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SA senators partner on legislation to create oral communications courses

By Anita Alem     11/18/14 4:15pm

Student Association senators have teamed up to spearhead an initiative on creating disciplinary oral communications courses for undergraduates. Martel College sophomore Neethi Nayak and McMurtry College sophomore Madhuri Venkateswar co-authored the legislation, which passed at the SA Senate meeting on Nov. 5.

“In today’s world, it’s becoming increasingly important to have the communication skills in addition to the technical skills,” Venkateswar said. “You cannot get past a certain point if you cannot communicate orally and through writing. I saw that through my experience and I thought that it was extremely important that Rice students have that knowledge because it puts them above other students from other institutions.”

According to Nayak and Venkateswar, peer institutions like Massachusetts Institute of Technology and Stanford University offer resources to undergraduates including mandatory annual communications courses. Venkateswar said Rice is behind, but currently on the right trajectory.

“There are classes that really emphasize [public speaking], like [BIOE] 252 with problem-based learning, but that was one semester — it wasn’t a consistent way for students to grow,” Venkateswar said. “Especially with oral communication, you need consistent feedback in order to fix the things that you were doing wrong.”

Venkateswar said the team collaborated with Tracy Volz, director of the Program for Writing and Communication, to identify areas in which oral communications classes are necessary. The legislation proposes an introduction to communications course as well as departmental architecture, medical, technical and legal courses.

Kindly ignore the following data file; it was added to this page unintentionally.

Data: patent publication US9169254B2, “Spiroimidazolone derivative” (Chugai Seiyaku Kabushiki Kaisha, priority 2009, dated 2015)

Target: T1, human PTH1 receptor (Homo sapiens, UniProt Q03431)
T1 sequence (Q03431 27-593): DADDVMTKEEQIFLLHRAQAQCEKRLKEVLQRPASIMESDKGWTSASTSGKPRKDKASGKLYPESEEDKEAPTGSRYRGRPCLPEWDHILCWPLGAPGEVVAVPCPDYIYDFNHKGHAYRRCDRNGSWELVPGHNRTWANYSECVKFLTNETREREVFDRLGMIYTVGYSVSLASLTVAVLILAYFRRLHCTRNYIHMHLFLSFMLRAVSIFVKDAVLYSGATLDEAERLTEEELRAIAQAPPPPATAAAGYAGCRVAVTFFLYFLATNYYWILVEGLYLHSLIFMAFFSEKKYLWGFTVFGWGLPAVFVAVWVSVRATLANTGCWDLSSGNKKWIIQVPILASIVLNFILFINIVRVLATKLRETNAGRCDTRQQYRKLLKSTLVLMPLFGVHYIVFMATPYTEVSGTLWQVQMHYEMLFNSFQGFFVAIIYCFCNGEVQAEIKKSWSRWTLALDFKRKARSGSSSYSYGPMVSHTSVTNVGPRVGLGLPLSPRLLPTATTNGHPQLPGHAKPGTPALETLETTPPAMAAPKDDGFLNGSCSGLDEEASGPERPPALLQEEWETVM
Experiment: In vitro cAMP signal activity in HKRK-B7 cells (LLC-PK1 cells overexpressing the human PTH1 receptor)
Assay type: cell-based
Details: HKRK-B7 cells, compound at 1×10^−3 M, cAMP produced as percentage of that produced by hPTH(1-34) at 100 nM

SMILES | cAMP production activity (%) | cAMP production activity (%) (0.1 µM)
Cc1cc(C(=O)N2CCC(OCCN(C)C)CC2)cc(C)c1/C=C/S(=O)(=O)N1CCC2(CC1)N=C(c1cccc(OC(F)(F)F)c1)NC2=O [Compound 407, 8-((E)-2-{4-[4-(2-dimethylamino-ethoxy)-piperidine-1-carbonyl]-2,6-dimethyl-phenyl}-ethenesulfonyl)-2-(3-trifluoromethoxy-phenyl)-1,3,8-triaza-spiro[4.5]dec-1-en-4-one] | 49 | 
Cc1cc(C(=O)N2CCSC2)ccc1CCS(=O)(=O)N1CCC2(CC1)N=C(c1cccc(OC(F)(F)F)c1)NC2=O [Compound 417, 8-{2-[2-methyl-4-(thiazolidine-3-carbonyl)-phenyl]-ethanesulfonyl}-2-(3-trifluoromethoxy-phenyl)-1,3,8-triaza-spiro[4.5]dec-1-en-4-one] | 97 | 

Nayak said the high number of students enrolling in BUSI 296: Business Communications is evidence of the need for more specific communications courses. Venkateswar said the high demand for enrollment in HUMA 201: Public Speaking, also indicates interest.

“The university has a deficiency in these areas and some courses, like BUSI 296, are oversubscribed when they shouldn’t be,” Venkateswar said. “People are taking that class to gain some oral communication skills but might be better suited in a more nuanced communications class.”

Nayak said her own experience in courses involving communication led her to believe Rice had the need for more emphasis on oral communication.

“Several of my classes require presenting information to an audience that may not have experience with a particular topic that you’re discussing,” Nayak said. “You have to be able to communicate things that may seem very technical to an audience that doesn’t know what you’re necessarily talking about.”

The legislation also recommends greater emphasis on oral communication within FWIS courses. According to Nayak and Venkateswar, FWIS courses currently require only one oral presentation and do not guarantee consistent feedback with skills.

During the presentation of the legislation at the SA Senate meeting, some raised concerns about the necessity of communications courses when they may be repeated in graduate school.

“The response to that is that I’m an engineer, I’m not planning to go to law school, but I still want to learn how to deal with argumentative communication or with confrontational communication,” Venkateswar said. “Legal communication doesn’t have to be just if you’re going to law school. These skills are applicable across the board.”

Venkateswar said the communications courses are not necessarily specific to individual majors.

“I can be a pre-med and still want to learn technical communication,” Venkateswar said. “You can take what you want to take depending on what your professional/personal  sinterests are, but you may not be [learning more about] that in the future.

According to Nayak, the timeline for the availability of these courses for undergraduates is in the hands of the Committee for Undergraduate Curriculum and the Faculty Senate.

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